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shrinkykitten

"...another reason I'm intrigued with the hanged of Salem, especially the women, is that a number of them aroused suspicion in the first place because they were financially independent, or sharp-tongued, or kept to themselves. In other words, they were killed off for the same sort of life I live right now but with longer skirts and fewer cable channels." Sarah Vowell, The partly cloudy patriot.

3.10.2007

Religion question: inspired by Borat

I saw Borat yesterday. I didn't really expect to like it - but I sort of did. Well, I liked the first 50 minutes or so when I thought it was veering more toward commentary on racism, xenophobia, and homophobia. But then it shifted some more toward the sexual and scatalogical jokes, and I was less enthused. I do recommend it - and especially the "censored" sections on the dvd.

But here's something I don't understand. Borat went to a pentecostal church, and I got confused. I looked up pentecostals on wikipedia - knowing that's not the ultimate resource - but it helps. Only so much though because I know literally nothing about christianity, the bible, and evangelicalism.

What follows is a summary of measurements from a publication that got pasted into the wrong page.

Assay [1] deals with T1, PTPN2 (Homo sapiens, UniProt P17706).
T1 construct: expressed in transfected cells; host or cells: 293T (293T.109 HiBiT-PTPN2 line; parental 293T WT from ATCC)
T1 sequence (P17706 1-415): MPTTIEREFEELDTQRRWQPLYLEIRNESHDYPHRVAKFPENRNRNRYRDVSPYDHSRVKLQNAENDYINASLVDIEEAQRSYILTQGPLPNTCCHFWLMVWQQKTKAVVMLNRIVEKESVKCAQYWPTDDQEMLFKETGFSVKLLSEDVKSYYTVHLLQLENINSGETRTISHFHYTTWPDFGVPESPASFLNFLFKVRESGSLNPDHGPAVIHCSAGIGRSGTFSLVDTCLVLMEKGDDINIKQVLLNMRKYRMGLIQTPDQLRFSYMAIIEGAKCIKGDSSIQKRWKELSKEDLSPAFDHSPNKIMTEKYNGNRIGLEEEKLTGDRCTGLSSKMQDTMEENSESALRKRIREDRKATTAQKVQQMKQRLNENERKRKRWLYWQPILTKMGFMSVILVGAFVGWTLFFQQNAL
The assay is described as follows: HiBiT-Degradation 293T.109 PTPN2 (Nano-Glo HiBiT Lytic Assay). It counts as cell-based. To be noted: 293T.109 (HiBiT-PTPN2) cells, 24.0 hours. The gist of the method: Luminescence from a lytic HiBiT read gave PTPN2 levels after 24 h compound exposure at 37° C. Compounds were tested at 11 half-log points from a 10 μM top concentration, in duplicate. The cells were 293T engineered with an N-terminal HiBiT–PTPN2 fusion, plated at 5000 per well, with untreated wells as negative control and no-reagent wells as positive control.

Okay - so this speaking in tongue thing. I don't get it. Is there any evidence it is real? I mean, in wikipedia, they say there are translators - but is there a real language? Have any linguists studied it to see if there is a real language there?

But more importantly - I can't find anything out about the hairdos. Superficial, I know. But I was confused that the women all had the long hair and long skirts I associate with what I thought was a very different religious group. Is that pentecostal? Nothing in wikipedia about it. Because in Jesus Camp (my other main source of information about evangelical christians) they spoke in tongues and did the falling and having fits thing - but they didn't seem to follow any kind of appearance-driven rules.